"I am glad to see so many," he said. "I think our evening class will be a success. I will take your names and ascertain what studies you wish to pursue."

When he came to Harry; he asked, "What do you propose to study?"

"I should like to take up algebra and Latin, if you are willing," answered our hero.

"Have you studied either at all?"

"No, sir; I have not had an opportunity."

"How far have you been in arithmetic?"

"Through the square and cube root?"

"If you have been so far, you will have no difficulty with algebra. As to Latin, one of the girls wishes to take up that and I will put you in the class with her."

It will be seen that Harry was growing ambitious. He didn't expect to go to college, though nothing would have pleased him better; but he felt that some knowledge of a foreign language could do him no harm. Franklin, whom he had taken as his great exemplar, didn't go to college; yet he made himself one of the foremost scientific men of the age and acquired enduring reputation, not only as a statesman and a patriot, but chiefly as a philosopher.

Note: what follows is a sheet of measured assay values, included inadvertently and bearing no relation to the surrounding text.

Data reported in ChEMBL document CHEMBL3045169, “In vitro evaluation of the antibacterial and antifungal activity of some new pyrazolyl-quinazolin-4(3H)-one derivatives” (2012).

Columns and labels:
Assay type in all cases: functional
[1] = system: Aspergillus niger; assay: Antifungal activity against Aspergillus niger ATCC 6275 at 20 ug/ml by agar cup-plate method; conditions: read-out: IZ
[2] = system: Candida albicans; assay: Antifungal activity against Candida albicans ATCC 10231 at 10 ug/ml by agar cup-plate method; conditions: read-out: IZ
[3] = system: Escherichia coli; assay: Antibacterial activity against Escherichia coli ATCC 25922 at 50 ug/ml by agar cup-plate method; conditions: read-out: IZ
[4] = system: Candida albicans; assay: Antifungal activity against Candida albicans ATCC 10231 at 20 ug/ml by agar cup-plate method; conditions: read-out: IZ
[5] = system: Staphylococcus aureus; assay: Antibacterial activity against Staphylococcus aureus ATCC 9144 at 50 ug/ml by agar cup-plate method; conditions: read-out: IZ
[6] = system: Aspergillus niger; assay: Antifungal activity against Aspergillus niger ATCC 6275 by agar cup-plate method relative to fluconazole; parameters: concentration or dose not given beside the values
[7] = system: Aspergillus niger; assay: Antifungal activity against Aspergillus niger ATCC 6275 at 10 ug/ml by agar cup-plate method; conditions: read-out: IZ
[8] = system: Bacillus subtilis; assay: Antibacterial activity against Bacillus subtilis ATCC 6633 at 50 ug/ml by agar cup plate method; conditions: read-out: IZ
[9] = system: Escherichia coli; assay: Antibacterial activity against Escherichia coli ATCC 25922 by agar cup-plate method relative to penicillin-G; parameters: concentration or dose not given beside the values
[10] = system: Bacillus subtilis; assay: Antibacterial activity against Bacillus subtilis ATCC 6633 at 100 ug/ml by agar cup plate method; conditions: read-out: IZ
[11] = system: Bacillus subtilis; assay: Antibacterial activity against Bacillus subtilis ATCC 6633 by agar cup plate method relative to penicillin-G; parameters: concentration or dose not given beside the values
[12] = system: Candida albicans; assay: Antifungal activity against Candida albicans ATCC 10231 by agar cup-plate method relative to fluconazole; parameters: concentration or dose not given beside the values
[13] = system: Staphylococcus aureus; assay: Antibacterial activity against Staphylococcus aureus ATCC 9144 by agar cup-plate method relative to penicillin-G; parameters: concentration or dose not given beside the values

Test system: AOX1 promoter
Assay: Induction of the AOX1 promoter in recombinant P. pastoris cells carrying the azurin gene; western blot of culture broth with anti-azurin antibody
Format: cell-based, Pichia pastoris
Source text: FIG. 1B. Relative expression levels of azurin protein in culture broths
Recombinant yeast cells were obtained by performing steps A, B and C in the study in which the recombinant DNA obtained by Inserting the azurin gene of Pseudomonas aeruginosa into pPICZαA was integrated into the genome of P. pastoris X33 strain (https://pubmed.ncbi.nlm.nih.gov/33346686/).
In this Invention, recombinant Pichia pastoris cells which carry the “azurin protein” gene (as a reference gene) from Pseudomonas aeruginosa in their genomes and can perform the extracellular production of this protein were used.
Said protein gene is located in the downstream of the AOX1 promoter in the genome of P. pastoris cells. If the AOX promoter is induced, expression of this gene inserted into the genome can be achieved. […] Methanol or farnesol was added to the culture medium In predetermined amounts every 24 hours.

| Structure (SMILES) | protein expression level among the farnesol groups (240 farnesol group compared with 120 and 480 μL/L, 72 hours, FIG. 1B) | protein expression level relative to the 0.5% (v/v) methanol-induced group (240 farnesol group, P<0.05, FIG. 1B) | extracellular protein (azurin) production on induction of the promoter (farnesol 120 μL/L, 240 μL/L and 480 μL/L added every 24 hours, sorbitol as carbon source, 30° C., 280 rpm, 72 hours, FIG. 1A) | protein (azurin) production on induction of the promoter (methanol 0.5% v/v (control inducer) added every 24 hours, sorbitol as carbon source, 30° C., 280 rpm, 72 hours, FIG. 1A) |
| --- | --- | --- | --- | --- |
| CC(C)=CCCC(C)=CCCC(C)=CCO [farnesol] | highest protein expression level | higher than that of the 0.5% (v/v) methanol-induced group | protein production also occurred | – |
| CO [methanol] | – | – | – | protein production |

A little later, Leonard Morgan came round to the desk at which Harry was sitting.

"I brought a Latin grammar with me," he said, "thinking it probable some one might like to begin that language. You can use it until yours comes."

"Thank you," said Harry; and he eagerly took the book, and asked to have a lesson set, which was done.

"I can get more than that," he said.

"How much more?"

"Twice as much."

Still later he recited the double lesson, and so correctly that the teacher's attention was drawn to him.

"That's a smart boy," he said. "I mean to take pains with him. What a pity he can't go to college!"